A recycling scheme to fund lifesaving equipment in Bury St Edmunds town centre is being trialled with the support of local businesses.
Ink and toner cartridges will be collected in special bins, raising funds to purchase and maintain 24-hour public access defibrillators. Recently the cost of replacing four batteries at local defibrillators – over £740 in total – was funded entirely from cartridge recycling.
The initiative is thanks to a campaigning local businessman and the Business Improvement District (BID) organisation Our Bury St Edmunds in partnership with the Apex and the Arc Shopping Centre.
Paul Hicklin, from Bury St Edmunds, has provided the collection bins through his Mildenhall-based business Compleat Office Solutions.
He said: “I’ve been committed to increasing the number of defibrillators available for public use in memory of my father and this is a great opportunity to reduce waste, raise funds and ultimately save lives.”
Mike Kirkham, from Our Bury St Edmunds, has worked closely with Paul to install defibrillators in the town and welcomed the new fundraising and recycling opportunity.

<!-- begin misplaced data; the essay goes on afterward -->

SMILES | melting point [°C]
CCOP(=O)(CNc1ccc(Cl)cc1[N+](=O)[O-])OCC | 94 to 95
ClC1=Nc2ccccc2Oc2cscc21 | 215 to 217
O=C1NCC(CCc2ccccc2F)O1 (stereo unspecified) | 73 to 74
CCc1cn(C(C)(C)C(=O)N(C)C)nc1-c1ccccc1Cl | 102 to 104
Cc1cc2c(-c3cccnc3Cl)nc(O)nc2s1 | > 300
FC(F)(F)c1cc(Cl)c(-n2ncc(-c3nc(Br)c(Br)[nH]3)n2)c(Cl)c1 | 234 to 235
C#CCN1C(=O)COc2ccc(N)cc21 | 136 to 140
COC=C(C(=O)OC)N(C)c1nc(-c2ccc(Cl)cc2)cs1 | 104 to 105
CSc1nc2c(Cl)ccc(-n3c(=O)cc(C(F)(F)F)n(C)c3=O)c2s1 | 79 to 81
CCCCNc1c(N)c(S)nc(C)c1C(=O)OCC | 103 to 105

He said: “The BID offers free first aid training to its business members and these include how to use a defibrillator so the more that can be provided around the town the better, to ensure they are within easy reach in an emergency. Any business that hasn’t taken advantage of this training yet is welcome to get in touch as one day someone’s life could depend on it.”
The recycling bins can take ink and toner cartridges from printers and photocopiers. It’s hoped that after a trial period more businesses will join the scheme either with public access bins or as part of an in-house recycling and fundraising campaign. Access to the recycling bins at the Apex is during the venue’s usual opening hours.
Defibrillators can be used by anyone, with or without first aid training. They are fully automated and guide the user through every step of administering defibrillation on a casualty. With 20% of out of hospital cardiac arrests happening in public places then the availability of a defibrillator and ability to perform CPR is critical. A defibrillator used alongside quality CPR means the odds of survival jump from 6% to 75%.